J.J. Abrams’s Star Trek reboot focused on the franchise’s original characters: Kirk. Spock. McCoy. Scotty.
It must feel unfair to the cast of Star Trek: The Next Generation. After all, in terms of sheer screen time, they’ve got the original cast beat. We have many more hours of Trek with Picard at the helm than with Kirk. Yet no one’s seriously considering a TNG reboot. And even hard-core fans would squirm if Abrams tried to shoehorn Troi or Geordi into the alternative timeline established by the new movies.
That hasn’t stopped the actors from trying. Every so often, Brent Spiner or Jonathan Frakes shameless pitch themselves for the next Abrams flick. “Of course they could bring me back!” they protest, “It’s Star Trek, for God’s sake! A malfunctioning transporter! A clone experiment gone wrong! Time travel! You fans should write letters demanding my character’s return!”
This sort of self-promotion irks me, for several reasons. First, it reeks of desperation. Open groveling breaks my heart. Second, it proves how little these actors understand storytelling. Fan service does not a good plot make. Finally, such role-grubbing seems ungrateful. Where’s the respect for the fictional universe that brought them international fame and commercial success?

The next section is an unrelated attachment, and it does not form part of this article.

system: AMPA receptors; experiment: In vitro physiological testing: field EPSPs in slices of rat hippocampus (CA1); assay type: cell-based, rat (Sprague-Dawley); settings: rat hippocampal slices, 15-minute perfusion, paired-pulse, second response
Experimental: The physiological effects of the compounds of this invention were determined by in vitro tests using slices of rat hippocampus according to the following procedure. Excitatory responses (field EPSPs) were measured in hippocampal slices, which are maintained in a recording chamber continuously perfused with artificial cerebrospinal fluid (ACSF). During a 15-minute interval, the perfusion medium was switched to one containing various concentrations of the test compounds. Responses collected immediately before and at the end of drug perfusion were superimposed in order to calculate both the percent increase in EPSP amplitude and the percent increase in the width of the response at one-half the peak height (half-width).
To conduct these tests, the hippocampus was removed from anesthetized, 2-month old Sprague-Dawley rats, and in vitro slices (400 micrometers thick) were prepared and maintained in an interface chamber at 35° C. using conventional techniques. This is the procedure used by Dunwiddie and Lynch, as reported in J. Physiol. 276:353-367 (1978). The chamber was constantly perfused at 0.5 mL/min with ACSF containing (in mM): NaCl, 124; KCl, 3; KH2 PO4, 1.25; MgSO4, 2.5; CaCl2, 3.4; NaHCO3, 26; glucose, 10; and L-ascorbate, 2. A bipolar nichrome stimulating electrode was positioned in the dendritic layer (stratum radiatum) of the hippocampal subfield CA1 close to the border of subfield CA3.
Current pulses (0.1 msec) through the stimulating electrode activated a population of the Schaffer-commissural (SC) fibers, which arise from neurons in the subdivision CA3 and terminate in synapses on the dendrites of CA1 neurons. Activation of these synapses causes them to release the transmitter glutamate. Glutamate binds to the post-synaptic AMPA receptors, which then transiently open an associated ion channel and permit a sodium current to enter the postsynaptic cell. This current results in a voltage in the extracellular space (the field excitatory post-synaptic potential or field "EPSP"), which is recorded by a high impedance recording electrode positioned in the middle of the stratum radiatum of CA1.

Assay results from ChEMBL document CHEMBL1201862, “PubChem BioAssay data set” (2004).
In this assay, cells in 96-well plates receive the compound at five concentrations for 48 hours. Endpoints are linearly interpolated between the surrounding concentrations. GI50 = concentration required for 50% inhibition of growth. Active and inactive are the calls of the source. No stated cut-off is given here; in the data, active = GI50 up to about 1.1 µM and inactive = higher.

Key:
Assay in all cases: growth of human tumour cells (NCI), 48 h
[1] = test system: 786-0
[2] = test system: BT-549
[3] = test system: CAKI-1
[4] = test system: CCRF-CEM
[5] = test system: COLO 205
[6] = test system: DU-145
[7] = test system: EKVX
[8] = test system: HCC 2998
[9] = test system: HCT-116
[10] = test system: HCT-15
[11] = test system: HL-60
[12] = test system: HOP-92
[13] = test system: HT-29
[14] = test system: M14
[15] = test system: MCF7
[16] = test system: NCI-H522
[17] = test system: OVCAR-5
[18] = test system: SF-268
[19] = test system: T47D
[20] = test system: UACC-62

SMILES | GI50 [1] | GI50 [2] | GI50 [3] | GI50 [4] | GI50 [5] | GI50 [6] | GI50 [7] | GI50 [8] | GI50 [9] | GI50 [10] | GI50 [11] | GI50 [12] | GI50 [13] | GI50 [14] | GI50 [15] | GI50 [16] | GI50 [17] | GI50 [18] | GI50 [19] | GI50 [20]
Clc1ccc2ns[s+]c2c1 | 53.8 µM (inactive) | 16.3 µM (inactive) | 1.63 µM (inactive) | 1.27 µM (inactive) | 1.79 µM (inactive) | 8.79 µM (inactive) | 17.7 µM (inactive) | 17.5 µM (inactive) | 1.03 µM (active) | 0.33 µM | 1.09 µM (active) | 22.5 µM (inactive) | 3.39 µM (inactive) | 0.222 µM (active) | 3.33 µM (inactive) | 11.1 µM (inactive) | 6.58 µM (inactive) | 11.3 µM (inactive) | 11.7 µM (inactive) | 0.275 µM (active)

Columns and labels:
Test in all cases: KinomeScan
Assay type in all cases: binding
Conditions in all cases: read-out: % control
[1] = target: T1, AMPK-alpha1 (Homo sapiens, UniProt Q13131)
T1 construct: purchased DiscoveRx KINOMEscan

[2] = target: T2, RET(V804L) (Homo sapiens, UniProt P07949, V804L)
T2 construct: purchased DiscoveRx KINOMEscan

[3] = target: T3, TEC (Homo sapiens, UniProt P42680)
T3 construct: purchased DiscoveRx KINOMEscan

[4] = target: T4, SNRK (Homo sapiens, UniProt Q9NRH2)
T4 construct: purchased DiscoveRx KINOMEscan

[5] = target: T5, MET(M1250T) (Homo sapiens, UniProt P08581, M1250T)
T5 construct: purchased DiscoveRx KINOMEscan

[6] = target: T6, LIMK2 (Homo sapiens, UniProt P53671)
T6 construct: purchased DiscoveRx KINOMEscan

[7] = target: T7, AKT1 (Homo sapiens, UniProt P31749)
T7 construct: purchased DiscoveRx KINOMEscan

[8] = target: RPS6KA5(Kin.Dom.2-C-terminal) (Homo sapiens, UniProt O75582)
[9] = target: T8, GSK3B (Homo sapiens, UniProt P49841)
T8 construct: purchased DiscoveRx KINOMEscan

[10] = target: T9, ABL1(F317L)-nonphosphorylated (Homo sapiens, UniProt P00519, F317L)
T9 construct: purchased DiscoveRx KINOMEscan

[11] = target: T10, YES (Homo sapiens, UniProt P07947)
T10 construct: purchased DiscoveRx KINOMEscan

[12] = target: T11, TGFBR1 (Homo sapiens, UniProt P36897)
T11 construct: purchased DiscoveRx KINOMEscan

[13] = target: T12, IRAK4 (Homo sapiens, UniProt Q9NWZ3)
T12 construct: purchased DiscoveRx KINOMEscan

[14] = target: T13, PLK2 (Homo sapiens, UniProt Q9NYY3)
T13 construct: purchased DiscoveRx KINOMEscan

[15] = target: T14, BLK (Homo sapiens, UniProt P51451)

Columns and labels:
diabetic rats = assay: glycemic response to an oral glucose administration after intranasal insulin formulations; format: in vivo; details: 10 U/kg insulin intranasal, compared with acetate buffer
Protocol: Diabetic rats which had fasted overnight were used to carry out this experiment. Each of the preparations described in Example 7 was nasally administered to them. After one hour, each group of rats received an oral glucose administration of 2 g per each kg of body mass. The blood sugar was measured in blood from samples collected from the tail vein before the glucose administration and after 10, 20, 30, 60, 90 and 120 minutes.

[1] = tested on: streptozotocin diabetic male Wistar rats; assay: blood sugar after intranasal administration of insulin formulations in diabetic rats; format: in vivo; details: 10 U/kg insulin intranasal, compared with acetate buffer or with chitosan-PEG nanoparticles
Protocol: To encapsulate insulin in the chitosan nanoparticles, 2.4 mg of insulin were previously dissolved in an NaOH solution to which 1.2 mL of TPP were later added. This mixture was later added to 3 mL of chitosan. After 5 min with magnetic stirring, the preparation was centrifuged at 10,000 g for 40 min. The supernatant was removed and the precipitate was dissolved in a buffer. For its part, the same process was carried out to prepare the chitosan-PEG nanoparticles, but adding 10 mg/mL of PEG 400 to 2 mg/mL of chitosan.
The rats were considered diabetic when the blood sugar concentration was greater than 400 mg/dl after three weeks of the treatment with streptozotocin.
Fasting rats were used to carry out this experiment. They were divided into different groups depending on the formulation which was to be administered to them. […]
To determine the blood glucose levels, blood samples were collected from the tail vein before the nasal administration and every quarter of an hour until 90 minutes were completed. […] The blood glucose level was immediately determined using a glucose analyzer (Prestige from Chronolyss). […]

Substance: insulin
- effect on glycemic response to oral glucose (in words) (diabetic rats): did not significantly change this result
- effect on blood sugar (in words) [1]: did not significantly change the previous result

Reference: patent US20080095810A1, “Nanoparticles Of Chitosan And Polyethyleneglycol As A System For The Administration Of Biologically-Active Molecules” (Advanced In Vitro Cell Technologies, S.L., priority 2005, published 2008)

Then again, maybe they shouldn’t be grateful. Trek has a way of hijacking actors’ careers. Once you’re typecast as the childlike android or the chair-challenged commander, it’s tough to earn a non-Trek gig. You’re doomed to attend an endless series of nerdy conventions, answering the same questions again and again. There’s only so many times you can wax eloquent about Wesley’s sweaters or Riker’s beard before you go mad.
It’s no wonder that the TNGers hunger for a more mainstream spotlight.
The only notable exception is Patrick Stewart, whose British theater connections (and sheer awesomeness) kept his career from going Picard-centric. ↩